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The Omen of the Oil Disaster

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posted on Jun, 11 2010 @ 06:43 AM
(The SHORT version...)

BP --> Deepwater Horizon Oil Rig --> Macondo Prospect (oil reserve name) --> based on book "One Hundred Years of Solitude" --> fictional Macondo city --> doomed to destruction

(The LONG version...)

When the universe gives a message in metaphor, one should listen carefully to its whisper.

This is a brief story, but it will trip you out. It's 100% true and verifiable (of course, my interpretations of the story are mine


The Gulf of Mexico oil spill disaster began with an oil rig named "Deepwater Horizon".

This oil rig drilled into an an oil well on top of an oil reserve named the "Macondo Prospect".

What does "Macondo" mean?

The name Macondo is the same name as the fictitious cursed town in the novel "One Hundred Years of Solitude" by Colombian nobel-prize winning writer Gabriel Garcia Marquez.

Who named it?

Oil companies routinely assign code names to offshore prospects early in the exploration effort. This practice helps ensure secrecy during the confidential pre-sale phase, and later provides convenient names for casual reference...

Ok, sounds mundane, right? But this is where it gets weird.

Here is the plot summary of that book "One Hundred Years of Solitude" from Wikipedia:

The novel chronicles the seven generations of the Buendía family in the town of Macondo. The family patriarch and founder of Macondo, José Arcadio Buendía, and his wife (and first cousin), Úrsula, leave their home in Riohacha, Colombia in hopes of finding a new home. One night on their journey while camping on the banks of a river, José Arcadio Buendía dreams of a city of mirrors named Macondo. Upon awakening, José Arcadio Buendía decides to found this city on the site of their campground. After wandering aimlessly in the jungle for many days, the founding of Macondo can be seen as the founding of Utopia José Arcadio Buendía believes it to be surrounded by water, and from this 'island' he invents the world according to him, naming things at will. After its establishment, Macondo soon becomes a town frequented by unusual and extraordinary events. [snip] Ultimately, Macondo is destroyed by a terrible hurricane, which symbolizes the cyclical turmoil inherent in Macondo.

The parallels of this story of Macondo and the oil rig are creepy. Let's break it down:

"Seven generations"
Oil rigs develop over time. Each new leap in capability creates a new generation of oil rig. Deepwater Horizon was a 5th generation, the latest generation being used is called the "6th generation". In the book, the 7th generation leads to nothing - it's the end.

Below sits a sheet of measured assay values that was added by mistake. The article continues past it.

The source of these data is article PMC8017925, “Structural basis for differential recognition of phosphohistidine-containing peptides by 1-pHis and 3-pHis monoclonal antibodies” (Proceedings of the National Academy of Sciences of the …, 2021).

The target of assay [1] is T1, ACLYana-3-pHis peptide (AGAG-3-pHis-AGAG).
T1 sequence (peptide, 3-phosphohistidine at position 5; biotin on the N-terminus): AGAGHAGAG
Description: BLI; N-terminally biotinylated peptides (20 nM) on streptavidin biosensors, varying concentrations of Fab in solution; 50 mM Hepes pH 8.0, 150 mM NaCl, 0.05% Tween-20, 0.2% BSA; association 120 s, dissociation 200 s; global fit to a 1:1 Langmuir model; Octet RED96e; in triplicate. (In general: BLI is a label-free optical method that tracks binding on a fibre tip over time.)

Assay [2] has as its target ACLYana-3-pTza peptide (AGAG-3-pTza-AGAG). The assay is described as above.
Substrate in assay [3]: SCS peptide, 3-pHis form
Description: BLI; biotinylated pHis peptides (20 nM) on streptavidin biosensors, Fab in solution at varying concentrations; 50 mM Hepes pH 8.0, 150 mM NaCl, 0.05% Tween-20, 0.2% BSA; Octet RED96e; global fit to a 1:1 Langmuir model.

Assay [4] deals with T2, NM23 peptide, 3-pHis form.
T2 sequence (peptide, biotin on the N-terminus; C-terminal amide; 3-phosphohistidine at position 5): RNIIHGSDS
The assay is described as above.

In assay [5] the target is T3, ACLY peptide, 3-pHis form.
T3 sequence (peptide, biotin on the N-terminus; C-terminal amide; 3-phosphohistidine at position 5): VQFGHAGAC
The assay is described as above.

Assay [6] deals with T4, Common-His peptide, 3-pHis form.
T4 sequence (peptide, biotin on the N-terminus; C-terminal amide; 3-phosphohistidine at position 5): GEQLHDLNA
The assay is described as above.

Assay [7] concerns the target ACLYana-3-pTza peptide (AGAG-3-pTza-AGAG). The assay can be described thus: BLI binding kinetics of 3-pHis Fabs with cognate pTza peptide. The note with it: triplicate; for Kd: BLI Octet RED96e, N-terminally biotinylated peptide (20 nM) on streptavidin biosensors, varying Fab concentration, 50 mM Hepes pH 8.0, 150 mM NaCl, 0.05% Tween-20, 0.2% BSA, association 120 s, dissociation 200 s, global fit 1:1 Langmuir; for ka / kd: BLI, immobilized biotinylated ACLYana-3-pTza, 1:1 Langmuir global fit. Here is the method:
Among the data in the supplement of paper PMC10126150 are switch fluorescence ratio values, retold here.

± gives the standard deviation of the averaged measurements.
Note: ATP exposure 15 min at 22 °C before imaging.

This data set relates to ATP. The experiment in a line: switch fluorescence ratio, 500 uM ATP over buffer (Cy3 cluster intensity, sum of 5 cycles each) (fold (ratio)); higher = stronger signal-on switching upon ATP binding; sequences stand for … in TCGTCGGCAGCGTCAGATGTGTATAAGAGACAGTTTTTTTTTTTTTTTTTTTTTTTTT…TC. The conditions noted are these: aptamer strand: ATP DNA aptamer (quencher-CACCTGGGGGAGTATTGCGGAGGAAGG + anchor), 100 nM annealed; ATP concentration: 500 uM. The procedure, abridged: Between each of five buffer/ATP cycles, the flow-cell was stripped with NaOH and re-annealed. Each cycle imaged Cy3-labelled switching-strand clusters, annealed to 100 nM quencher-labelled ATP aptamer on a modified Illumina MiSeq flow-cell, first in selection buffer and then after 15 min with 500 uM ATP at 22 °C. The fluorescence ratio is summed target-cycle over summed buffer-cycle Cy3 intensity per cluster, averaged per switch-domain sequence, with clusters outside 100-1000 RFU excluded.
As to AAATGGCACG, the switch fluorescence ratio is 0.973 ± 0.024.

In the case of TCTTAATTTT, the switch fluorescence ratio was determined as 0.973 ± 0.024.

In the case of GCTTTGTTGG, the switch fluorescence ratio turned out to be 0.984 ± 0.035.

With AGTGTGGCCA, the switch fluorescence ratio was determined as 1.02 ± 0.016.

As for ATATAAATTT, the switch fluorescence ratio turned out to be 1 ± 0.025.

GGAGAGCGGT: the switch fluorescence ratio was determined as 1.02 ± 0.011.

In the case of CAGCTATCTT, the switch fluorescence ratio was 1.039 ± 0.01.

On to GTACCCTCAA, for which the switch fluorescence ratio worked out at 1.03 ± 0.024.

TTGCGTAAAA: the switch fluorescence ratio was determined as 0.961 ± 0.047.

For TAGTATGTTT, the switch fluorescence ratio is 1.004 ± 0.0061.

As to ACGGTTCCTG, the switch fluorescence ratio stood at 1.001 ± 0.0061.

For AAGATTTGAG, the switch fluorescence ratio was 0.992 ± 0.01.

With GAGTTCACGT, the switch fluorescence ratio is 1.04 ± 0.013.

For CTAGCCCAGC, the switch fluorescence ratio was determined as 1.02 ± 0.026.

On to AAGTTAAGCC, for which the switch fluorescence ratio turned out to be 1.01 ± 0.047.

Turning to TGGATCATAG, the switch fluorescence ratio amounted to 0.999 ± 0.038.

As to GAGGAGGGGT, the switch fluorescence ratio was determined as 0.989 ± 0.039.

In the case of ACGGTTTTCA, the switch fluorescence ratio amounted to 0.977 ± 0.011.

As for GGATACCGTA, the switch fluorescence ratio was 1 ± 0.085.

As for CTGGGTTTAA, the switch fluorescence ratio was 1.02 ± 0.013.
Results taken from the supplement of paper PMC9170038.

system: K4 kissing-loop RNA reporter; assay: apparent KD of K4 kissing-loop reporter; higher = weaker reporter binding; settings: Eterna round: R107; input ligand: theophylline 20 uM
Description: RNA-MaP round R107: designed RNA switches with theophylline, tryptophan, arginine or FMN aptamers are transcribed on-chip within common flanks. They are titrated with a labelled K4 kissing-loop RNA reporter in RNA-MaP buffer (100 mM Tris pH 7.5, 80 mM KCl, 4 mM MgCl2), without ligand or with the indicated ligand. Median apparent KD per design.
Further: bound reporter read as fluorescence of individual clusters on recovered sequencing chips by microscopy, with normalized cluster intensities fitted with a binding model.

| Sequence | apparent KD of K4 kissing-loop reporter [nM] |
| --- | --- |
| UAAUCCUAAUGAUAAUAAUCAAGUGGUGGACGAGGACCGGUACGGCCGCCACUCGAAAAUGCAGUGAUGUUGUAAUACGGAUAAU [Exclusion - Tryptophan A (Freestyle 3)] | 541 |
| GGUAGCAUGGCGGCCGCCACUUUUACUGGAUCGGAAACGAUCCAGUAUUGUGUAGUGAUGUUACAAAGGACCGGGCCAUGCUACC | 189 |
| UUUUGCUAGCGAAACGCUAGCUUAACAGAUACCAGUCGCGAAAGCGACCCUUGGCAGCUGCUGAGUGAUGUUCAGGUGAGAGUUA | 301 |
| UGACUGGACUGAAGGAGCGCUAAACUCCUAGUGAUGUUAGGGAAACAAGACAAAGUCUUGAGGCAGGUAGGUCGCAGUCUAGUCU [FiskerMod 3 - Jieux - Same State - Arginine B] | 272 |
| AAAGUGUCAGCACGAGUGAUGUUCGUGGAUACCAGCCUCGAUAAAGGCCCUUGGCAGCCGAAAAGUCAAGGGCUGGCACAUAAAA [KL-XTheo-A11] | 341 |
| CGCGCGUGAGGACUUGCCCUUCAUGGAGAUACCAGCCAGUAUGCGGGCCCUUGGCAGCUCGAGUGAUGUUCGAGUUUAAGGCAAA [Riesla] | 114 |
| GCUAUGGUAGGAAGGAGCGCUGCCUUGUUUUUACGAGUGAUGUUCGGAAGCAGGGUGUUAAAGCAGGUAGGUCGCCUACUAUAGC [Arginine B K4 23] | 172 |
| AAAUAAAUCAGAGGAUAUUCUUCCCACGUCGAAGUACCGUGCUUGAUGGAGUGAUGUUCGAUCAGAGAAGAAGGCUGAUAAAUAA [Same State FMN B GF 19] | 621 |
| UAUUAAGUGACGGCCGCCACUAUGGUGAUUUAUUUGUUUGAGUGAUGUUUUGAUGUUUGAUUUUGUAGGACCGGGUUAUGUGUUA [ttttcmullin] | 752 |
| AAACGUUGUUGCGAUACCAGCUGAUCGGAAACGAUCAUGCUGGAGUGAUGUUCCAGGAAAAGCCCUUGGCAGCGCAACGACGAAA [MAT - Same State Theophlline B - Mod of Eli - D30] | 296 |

"in hopes of finding a new home"
BP was looking for a new oil reservoir they could sink their teeth into.

"Dreams of a city of mirrors"
Surface of the water has many reflective facets - with an oil rig above it, it's like a city of mirrors.

"founding of Utopia"
The age of oil, for a long time has delivered much cheap energy and allowed society to flourish, and in some places it's almost like oil is the promise of Utopia (especially for those that make money off it!).

"believes it (Macondo) to be surrounded by water, and from this 'island' he invents the world according to him, naming things at will"
The oil rig is like an island surrounded by water. The Oil companies have long tried to make the world the way they want it, and calling the shots.

"extraordinary events"
Oil has created and allowed for many extraordinary events to occur in human history.

"Ultimately, Macondo is destroyed by a terrible hurricane"
Well, the oil rig was destroyed by a "blow out" - interesting how those words seem to describe a hurricane, eh?

"cyclical turmoil inherent in Macondo"
Look at all the turmoil going on over OIL in this world (wars, environmental disasters), they seem to never end...


And it just gets weirder. Look at these descriptions from that Wikipedia summary of the book:

The fate of Macondo is both doomed and predetermined from its very existence.

Doesn't that describe exactly the fate of Deepwater Horizon when BP (I assume) named the oil deposit "Macondo Prospect"? It's almost as if by naming it that the oil rig was doomed from the start, and predetermined.

Furthermore, the symbols of color that are used in the book are Gold and Yellow:

Gold signifies a search for economic wealth, whereas yellow represents death, change, and destruction.

Isn't OIL the perfect target for the search of economic wealth? And that yellow/orange slime that is appear on the ocean surface and animals, a match for what yellow represents "death, change, and destruction"?

And then there is the TITLE of the book itself. The last 100 years of human history have been extraordinary, but perhaps as the title suggests, maybe it will be isolated in the eyes of history? Maybe this is truly the end of.....oil? humanity?

I could go on, but you get the idea.

They could have named that oil deposit ANYTHING they wanted to, but somehow fate decided to name it Macondo. How appropriate destiny is.

[edit on 11-6-2010 by harrytuttle]

posted on Jun, 11 2010 @ 07:21 AM
(The short version)

BP --> Deepwater Horizon Oil Rig --> Macondo Prospect (oil reserve name) --> based on book "One Hundred Years of Solitude" --> fictional Macondo city --> doomed to destruction


posted on Jun, 11 2010 @ 01:58 PM
I made this post very early this morning, so here's a shameless self *kick*.

Does anyone see this "Macondo" coincidence as STRANGE?

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